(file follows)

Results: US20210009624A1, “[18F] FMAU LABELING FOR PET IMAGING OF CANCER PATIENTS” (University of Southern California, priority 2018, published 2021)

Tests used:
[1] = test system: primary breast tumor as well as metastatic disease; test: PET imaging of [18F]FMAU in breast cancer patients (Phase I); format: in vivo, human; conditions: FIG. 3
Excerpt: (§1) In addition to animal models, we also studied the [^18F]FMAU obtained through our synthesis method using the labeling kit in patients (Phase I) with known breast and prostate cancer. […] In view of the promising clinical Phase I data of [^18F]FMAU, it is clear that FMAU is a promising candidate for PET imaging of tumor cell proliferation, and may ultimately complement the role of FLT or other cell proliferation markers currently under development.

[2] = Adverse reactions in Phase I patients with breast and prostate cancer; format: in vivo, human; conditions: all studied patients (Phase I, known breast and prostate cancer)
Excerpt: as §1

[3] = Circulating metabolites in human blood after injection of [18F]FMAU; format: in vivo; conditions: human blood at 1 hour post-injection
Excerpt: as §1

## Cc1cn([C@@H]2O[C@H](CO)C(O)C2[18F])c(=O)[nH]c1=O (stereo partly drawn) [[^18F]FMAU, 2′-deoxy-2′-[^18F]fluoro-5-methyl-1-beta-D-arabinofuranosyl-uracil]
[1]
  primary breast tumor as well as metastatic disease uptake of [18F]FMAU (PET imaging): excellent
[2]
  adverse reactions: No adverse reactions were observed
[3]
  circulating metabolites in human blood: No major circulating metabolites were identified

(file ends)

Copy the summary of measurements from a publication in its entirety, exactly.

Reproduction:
Results: US20210009624A1, “[18F] FMAU LABELING FOR PET IMAGING OF CANCER PATIENTS” (University of Southern California, priority 2018, published 2021)

Tests used:
[1] = test system: primary breast tumor as well as metastatic disease; test: PET imaging of [18F]FMAU in breast cancer patients (Phase I); format: in vivo, human; conditions: FIG. 3
Excerpt: (§1) In addition to animal models, we also studied the [^18F]FMAU obtained through our synthesis method using the labeling kit in patients (Phase I) with known breast and prostate cancer. […] In view of the promising clinical Phase I data of [^18F]FMAU, it is clear that FMAU is a promising candidate for PET imaging of tumor cell proliferation, and may ultimately complement the role of FLT or other cell proliferation markers currently under development.

[2] = Adverse reactions in Phase I patients with breast and prostate cancer; format: in vivo, human; conditions: all studied patients (Phase I, known breast and prostate cancer)
Excerpt: as §1

[3] = Circulating metabolites in human blood after injection of [18F]FMAU; format: in vivo; conditions: human blood at 1 hour post-injection
Excerpt: as §1

## Cc1cn([C@@H]2O[C@H](CO)C(O)C2[18F])c(=O)[nH]c1=O (stereo partly drawn) [[^18F]FMAU, 2′-deoxy-2′-[^18F]fluoro-5-methyl-1-beta-D-arabinofuranosyl-uracil]
[1]
  primary breast tumor as well as metastatic disease uptake of [18F]FMAU (PET imaging): excellent
[2]
  adverse reactions: No adverse reactions were observed
[3]
  circulating metabolites in human blood: No major circulating metabolites were identified